Missouri on fast track to statewide HIE
The Missouri Health Connection (MHC), which is under negotiations with Cerner to have the IT company be its technology service provider for the statewide health information exchange (HIE), is aiming to provide a direct-messaging query service by early January 2012, according to its president, Raul Recarey.
That's an aggressive timeline for the state-designated entity and public-private organization that began its HIE journey in December 2009. MHC, however, is on a mission: "It's important for us to roll out direct messaging as quickly as we can," Recarey said.
See also: Missouri health system to roll out new EHR.]
MHC is ironing out the details with Cerner in order to put together a timeline and milestones. The first phase, however, will be the deployment of secure direct messaging in a pilot, Recarey said. MHC is identifying which areas make the most sense to deploy the service and serve as a proof of concept for the rest of the state.
Direct messaging will be implemented in two phases. The "push" method enables providers to send or push patient data to another provider via a secure private virtual network. Cerner will be serving as the health Internet service provider, and MHC will act as the authenticating agency to ensure that the right user is accessing the right data at the right time. In this phase, healthcare providers need not have an electronic health record (EHR), he said. The second phase, the "push-pull" method, will enable query-type exchanges and require healthcare providers to use a certified EHR in order to query and pull up Continuity of Care Documents.
Now that MHC has signed on Cerner, the state-designated entity can "plug numbers in the calculator" and begin the complex work of developing a fee structure, Recarey said. The $13.8 million in federal funding under the American Recovery and Reinvestment Act is a "down payment" to help spur the statewide HIE along, but he said that members will need to create a financially sustainable program and a fee structure for all participants. MHC has already conducted a "tremendous amount" of analysis, sensitivity studies and surveys, he said.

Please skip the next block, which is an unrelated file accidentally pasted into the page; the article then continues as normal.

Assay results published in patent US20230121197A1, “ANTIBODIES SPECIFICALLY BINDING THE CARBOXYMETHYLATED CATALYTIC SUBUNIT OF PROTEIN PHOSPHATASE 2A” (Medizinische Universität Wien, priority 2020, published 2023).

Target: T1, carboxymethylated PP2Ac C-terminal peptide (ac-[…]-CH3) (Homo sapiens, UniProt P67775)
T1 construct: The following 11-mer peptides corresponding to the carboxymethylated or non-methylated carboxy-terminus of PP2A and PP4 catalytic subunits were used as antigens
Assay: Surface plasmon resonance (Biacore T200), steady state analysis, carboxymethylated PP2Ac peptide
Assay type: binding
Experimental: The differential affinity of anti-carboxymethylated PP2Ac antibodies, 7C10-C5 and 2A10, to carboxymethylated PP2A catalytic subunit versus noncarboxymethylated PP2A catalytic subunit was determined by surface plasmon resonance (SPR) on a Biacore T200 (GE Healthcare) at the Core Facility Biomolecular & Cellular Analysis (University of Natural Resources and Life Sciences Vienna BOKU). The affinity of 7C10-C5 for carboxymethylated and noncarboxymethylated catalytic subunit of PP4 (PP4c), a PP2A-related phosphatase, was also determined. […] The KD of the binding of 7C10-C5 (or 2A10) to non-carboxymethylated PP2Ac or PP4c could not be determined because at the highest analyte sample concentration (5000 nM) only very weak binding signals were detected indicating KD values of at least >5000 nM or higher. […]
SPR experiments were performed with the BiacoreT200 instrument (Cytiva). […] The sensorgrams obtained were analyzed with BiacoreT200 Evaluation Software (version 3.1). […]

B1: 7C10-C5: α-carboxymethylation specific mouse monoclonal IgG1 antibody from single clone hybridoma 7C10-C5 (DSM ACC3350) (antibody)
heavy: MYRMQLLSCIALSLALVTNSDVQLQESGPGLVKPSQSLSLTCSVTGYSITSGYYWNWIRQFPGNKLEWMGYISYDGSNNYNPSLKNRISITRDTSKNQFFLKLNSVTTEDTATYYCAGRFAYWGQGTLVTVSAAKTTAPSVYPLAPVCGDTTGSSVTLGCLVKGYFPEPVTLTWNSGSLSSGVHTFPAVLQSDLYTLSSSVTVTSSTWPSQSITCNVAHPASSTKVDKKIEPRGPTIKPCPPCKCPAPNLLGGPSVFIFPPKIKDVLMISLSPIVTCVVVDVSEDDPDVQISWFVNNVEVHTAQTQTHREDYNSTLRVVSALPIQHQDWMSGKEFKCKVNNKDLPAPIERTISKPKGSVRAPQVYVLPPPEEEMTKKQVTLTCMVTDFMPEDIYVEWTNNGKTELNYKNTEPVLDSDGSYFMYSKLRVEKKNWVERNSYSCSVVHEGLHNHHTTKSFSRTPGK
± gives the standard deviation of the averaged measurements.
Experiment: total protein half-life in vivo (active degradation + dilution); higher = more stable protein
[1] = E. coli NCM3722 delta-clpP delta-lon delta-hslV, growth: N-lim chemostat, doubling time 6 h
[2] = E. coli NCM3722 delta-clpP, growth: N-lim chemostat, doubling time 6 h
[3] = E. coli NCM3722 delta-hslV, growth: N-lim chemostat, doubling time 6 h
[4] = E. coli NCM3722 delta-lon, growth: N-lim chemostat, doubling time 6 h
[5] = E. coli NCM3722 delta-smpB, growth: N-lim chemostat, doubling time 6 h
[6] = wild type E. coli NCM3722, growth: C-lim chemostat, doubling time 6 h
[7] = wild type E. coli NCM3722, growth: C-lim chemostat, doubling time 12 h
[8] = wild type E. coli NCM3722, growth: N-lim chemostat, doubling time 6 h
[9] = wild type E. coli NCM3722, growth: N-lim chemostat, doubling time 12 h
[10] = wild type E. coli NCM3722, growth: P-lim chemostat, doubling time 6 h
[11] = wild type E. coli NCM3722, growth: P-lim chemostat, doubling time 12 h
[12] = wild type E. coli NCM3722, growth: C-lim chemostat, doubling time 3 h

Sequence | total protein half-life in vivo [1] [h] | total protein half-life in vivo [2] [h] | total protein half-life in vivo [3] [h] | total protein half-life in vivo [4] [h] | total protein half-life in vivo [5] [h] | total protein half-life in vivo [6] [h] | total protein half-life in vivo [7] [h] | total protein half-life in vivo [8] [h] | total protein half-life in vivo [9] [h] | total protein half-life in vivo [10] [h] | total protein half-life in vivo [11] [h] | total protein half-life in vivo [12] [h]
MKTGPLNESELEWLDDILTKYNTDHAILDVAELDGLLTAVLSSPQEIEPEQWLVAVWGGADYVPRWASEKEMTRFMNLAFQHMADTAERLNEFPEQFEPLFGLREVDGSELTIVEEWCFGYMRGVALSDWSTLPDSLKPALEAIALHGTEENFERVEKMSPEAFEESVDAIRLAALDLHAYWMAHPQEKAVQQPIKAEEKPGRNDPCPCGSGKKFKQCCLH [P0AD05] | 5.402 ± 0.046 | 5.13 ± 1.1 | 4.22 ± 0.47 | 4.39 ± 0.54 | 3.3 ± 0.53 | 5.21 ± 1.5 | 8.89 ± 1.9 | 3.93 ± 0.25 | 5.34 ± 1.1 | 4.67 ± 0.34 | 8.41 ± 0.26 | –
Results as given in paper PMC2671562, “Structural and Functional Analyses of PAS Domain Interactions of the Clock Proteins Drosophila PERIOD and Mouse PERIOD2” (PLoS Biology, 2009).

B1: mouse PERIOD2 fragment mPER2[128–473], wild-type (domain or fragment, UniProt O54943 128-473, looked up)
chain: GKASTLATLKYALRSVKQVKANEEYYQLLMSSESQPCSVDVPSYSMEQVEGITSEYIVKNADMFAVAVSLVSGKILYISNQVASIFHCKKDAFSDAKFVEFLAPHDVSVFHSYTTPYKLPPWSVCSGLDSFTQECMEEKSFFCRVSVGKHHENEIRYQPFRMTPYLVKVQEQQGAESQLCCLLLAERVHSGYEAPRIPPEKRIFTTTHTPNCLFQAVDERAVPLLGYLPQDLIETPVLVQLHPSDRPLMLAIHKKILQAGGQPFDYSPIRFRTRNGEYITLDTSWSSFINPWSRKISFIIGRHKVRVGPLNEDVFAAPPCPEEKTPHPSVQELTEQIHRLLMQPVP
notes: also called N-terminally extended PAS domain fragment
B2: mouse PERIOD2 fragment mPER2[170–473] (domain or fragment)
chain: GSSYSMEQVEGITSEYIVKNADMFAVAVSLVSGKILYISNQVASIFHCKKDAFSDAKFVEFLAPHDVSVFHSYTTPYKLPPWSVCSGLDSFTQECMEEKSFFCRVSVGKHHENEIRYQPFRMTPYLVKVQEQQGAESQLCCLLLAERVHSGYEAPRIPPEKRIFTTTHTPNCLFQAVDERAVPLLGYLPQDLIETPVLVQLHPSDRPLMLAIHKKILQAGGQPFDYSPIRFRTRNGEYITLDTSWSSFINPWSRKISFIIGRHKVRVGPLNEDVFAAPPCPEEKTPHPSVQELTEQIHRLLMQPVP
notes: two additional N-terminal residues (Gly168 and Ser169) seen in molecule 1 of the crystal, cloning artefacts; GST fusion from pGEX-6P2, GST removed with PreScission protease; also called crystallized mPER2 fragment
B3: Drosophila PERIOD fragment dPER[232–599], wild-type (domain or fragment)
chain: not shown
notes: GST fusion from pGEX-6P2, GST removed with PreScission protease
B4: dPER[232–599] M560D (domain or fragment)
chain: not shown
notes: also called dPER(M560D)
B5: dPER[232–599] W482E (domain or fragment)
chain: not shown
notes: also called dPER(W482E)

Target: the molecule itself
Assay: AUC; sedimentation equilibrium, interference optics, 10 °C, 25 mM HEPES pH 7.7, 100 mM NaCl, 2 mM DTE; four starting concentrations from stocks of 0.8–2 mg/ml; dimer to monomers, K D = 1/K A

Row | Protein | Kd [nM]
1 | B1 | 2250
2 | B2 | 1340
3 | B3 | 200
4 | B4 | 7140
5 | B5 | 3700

[See also: Patient-centered medical home requires an EMR system.]
MHC receives no foundation grants or a line item in the state budget, although potential revenue sources exist. The state Medicaid agency, for example, needs an interconnectivity solution for its clinical system and MMIS (Medicaid Management Information System). Rather than build out its own unique system, the state agency will hire MHC to leverage its central exchange. "It's more cost-effective," Recarey said.
MHC comprises members of the state government, consumer advocacy groups, professional organizations, physician practices and private healthcare organizations. "It's everybody really at the table," he said. "It's one of the strong points in Missouri - a strong collaboration over a broad group of stakeholders." Having "everybody at the table" will ensure that Missourians are the "ultimate beneficiary," according to Recarey.
"This is something that's going to really empower folks to start taking control of their medical information," he said. "The real hope that everybody has is that this will empower individuals to take a proactive role in the management of their condition."